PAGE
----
Having spent six days on the road, and covering more than two and a half thousand kilometres, it was time for me to end my roadtrip. The rest of my party were continuing on to hotter and even more remote towns, but I’d always planned to end on a high note and leave them at Broome.

That’s why I went home like this:

Somewhere below was heat and flies and red dust that gets into everything. Up here there was coolness and peace and a rather nice tuna and melon salad. It took two and a half hours to cover the same distance we’d taken six days to travel, and cost considerably less. There's a lesson in that.

To me the great thing about camping is that it allows one to achieve two contradictory ends. First, it offers a connection with the natural world - the dawn chorus of birds, swimming in rock pools, and standing under the blaze of stars unblurred by artifical light. Then, it engenders an appreciation for the modern world - comfortable beds, plentiful water supplies and consistently functioning refrigeration.

Looking out the window of my Boeing 737, I thought of how much I love technology and the glory of the 21st century, but also how much I love my country, for all its sun-blasted deserts, biting ants and aggressively annoying flies. The beauty of modern life is that we can swing between domesticity and camping - the advanced and the primitive - more or less at will. We get the best of both worlds.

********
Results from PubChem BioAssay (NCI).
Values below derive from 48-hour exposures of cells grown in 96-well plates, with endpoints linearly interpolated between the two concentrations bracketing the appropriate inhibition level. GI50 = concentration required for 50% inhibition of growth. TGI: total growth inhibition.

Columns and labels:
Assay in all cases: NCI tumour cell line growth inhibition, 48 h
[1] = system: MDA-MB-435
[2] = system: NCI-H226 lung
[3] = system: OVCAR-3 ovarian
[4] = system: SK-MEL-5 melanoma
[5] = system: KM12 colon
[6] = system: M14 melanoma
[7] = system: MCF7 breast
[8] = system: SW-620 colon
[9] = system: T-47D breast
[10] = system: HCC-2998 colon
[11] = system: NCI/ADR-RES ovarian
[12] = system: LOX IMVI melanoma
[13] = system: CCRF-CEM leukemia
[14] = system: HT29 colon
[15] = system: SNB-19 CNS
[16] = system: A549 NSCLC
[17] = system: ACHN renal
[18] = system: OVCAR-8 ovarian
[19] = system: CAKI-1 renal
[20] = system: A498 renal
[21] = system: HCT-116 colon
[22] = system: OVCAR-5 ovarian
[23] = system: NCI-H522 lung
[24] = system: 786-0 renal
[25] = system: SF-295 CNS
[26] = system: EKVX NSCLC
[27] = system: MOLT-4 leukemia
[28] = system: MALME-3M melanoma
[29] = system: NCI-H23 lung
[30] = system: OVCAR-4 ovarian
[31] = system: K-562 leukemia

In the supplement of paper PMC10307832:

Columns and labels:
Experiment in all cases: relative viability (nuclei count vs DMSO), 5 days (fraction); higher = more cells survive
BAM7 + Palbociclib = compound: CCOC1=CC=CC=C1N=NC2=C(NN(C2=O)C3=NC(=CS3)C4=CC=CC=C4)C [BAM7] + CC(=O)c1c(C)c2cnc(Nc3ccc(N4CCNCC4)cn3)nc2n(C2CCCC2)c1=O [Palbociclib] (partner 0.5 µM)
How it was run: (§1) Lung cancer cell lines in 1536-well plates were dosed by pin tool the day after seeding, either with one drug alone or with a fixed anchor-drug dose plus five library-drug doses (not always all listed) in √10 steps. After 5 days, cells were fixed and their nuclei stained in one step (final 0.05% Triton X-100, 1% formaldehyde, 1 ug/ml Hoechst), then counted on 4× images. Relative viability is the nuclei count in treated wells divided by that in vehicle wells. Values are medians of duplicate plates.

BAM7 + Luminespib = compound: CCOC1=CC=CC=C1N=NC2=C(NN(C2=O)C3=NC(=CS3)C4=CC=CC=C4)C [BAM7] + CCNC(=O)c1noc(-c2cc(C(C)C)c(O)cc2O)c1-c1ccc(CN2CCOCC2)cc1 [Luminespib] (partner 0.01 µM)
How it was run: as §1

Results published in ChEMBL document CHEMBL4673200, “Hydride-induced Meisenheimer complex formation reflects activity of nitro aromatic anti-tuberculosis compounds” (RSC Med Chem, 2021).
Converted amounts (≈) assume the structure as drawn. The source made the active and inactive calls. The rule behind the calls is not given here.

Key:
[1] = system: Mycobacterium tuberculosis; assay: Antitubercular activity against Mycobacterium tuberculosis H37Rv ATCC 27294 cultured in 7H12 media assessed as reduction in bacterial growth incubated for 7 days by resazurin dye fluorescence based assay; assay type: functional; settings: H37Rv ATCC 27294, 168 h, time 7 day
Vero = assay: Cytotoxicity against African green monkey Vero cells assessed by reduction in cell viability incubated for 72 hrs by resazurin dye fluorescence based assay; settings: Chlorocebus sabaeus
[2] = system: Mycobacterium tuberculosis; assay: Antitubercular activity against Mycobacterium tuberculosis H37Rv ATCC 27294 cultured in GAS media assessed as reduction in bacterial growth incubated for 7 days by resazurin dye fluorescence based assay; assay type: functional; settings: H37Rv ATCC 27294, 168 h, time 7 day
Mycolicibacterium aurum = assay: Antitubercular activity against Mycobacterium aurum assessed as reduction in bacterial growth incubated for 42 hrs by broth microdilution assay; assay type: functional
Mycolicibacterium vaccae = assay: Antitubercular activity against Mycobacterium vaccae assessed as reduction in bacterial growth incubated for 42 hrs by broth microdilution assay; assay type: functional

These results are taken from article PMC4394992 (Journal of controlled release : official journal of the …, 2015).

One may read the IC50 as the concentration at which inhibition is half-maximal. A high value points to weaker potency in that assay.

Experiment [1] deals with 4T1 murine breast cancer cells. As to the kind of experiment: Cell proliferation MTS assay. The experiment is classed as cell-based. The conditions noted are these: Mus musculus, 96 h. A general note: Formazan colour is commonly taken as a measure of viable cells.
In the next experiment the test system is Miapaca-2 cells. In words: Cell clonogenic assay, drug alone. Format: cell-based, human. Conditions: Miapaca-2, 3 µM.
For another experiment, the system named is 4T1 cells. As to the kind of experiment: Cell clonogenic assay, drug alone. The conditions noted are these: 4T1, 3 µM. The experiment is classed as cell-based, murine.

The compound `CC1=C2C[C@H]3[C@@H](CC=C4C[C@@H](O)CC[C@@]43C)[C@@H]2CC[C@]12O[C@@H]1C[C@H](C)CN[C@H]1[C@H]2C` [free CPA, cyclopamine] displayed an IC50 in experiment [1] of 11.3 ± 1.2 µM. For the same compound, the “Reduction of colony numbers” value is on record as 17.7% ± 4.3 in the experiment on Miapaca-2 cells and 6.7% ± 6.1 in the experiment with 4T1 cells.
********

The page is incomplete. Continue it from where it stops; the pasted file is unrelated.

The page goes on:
So despite not being considered hard core enough for camping, I'd welcome the opportunity to do it again.

Only next time maybe we can go somewhere a tiny bit cooler. Like a blast furnace. In Death Valley.

Thursday, April 09, 2009

Trip (Day 6)

On the sixth day of our roadtrip, we hit Broome. Broome is what would happen if a consortium of reiki masseurs, interior decorators and personal trainers decided to start their own outback town. It gives every impression of being an upmarket Perth suburb that's somehow been teleported two and a half thousand kilometres north into the middle of nowhere. There are fancy restaurants, chic boutiques and lashings of expensive designer architecture, all in a tiny remote town which, by rights, should be nothing but a few hundred run-down houses, a couple of general stores and lashings of alcohol-fuelled domestic violence.

The weather is lovely, if you are someone who isn't me. It's hotter and more humid than ever, giving spectacular life to plants and insects, and a heavy torpor to Blandwagons. I can raise no more activity than a constant low level stream of moaning and complaint about the heat.

The only relief lies either in airconditioning, of which I have none, or in drinking, which fortunately was more accessible. One of my party introduced me to Matso's boutique brewery, something for which I will be eternally grateful.